Int J Biol Sci 2015; 11(5):559-568. doi:10.7150/ijbs.10690 This issue

Research Paper

ER Stress and Autophagy Dysfunction Contribute to Fatty Liver in Diabetic Mice

Quan Zhang1,4, Yan Li2, ✉, Tingting Liang1,4, Xuemian Lu3, Chi Zhang3, Xingkai Liu4,5, Xin Jiang5, Robert C. Martin2, Mingliang Cheng1, ✉, Lu Cai3,4

1. Department of Infectious Diseases, Affiliated Hospital of Guiyang Medical College, Guiyang, Guizhou, China, 550004
2. Department of Surgery, School of Medicine, University of Louisville School of Medicine, Louisville, KY 40202, USA
3. Chinese-American Research Institute for Diabetic Complications RuiAn Center, the Department of Endocrinology, The Third Affiliated Hospital of Wenzhou Medical University, Ruian, Zhejiang, China, 325200
4. Kosair Children's Hospital Research Institute, the Department of Pediatrics of the University of Louisville, Louisville, KY 40202, USA
5. The First Hospital of Jilin University, Changchun, China 130021

This is an open access article distributed under the terms of the Creative Commons Attribution (CC BY-NC) License. See for full terms and conditions.
Zhang Q, Li Y, Liang T, Lu X, Zhang C, Liu X, Jiang X, Martin RC, Cheng M, Cai L. ER Stress and Autophagy Dysfunction Contribute to Fatty Liver in Diabetic Mice. Int J Biol Sci 2015; 11(5):559-568. doi:10.7150/ijbs.10690. Available from

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Graphic abstract

Diabetes mellitus and nonalcoholic fatty liver disease (NAFLD) are often identified in patients simultaneously. Recent evidence suggests that endoplasmic reticulum (ER) stress and autophagy dysfunction play an important role in hepatocytes injury and hepatic lipid metabolism, however the mechanistic interaction between diabetes and NAFLD is largely unknown. In this study, we used a diabetic mouse model to study the interplay between ER stress and autophagy during the pathogenic transformation of NAFLD. The coexist of inflammatory hepatic injury and hepatic accumulation of triglycerides (TGs) stored in lipid droplets indicated development of steatohepatitis in the diabetic mice. The alterations of components for ER stress signaling including ATF6, GRP78, CHOP and caspase12 indicated increased ER stress in liver tissues in early stage but blunted in the later stage during the development of diabetes. Likewise, autophagy functioned well in the early stage but suppressed in the later stage. The inactivation of unfolded protein response and suppression of autophagy were positively related to the development of steatohepatitis, which linked to metabolic abnormalities in the compromised hepatic tissues in diabetic condition. We conclude that the adaption of ER stress and impairment of autophagy play an important role to exacerbate lipid metabolic disorder contributing to steatohepatitis in diabetes.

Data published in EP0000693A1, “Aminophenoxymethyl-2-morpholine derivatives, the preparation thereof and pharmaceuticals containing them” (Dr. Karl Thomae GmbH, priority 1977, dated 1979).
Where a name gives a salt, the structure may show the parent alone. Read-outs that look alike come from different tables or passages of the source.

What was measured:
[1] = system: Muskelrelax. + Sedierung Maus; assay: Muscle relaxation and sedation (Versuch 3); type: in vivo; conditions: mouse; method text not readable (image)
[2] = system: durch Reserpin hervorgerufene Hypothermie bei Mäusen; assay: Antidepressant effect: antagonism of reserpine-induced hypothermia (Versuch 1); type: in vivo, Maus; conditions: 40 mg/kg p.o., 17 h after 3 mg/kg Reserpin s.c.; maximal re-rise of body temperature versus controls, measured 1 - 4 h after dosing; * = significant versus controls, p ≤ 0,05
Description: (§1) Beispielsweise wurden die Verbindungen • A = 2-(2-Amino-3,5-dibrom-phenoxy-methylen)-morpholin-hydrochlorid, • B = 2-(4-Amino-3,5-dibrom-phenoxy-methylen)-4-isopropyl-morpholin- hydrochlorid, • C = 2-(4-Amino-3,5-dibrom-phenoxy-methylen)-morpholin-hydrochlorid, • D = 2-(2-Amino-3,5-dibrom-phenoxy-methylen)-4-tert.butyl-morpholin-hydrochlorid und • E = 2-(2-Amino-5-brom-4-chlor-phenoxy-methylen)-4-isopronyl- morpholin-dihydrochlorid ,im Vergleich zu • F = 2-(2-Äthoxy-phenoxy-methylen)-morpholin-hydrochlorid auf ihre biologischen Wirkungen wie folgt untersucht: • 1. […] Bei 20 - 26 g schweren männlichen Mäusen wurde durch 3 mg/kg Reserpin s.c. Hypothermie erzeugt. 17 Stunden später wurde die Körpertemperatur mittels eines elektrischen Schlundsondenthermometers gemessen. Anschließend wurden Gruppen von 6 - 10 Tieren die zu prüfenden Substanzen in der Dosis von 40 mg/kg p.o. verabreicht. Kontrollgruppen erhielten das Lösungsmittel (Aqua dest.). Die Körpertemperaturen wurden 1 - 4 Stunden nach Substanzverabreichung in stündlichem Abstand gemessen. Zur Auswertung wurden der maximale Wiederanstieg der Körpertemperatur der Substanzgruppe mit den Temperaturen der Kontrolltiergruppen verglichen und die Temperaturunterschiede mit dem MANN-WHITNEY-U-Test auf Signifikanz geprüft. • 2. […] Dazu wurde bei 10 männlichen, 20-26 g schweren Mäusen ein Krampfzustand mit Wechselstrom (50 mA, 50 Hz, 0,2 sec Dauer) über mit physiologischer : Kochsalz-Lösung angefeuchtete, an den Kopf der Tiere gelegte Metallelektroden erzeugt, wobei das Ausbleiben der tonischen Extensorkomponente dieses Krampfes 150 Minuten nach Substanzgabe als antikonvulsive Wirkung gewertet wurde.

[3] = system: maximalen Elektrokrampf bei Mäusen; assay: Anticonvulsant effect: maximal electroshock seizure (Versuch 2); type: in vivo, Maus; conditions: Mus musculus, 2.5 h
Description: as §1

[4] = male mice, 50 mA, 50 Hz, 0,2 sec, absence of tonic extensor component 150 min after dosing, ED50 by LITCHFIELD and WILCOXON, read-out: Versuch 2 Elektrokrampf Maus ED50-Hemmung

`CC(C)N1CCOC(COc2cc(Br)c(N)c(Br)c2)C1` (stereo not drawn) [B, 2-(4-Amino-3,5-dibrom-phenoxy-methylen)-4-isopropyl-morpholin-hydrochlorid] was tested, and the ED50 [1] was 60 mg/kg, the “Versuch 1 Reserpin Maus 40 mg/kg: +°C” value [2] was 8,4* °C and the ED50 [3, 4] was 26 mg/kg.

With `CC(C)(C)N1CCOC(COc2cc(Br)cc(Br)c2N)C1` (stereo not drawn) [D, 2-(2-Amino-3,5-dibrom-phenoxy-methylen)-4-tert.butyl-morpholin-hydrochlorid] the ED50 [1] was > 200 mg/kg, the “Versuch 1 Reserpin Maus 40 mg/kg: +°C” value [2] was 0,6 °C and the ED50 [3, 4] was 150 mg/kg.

Keywords: Autophagic dysfunction, ER stress, Diabetes, Diabetic liver toxicity